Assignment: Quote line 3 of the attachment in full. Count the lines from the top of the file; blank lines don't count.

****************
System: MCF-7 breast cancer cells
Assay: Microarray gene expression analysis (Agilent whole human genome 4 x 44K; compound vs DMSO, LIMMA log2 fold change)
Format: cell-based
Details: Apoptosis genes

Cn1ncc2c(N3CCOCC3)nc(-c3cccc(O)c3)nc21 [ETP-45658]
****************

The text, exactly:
Format: cell-based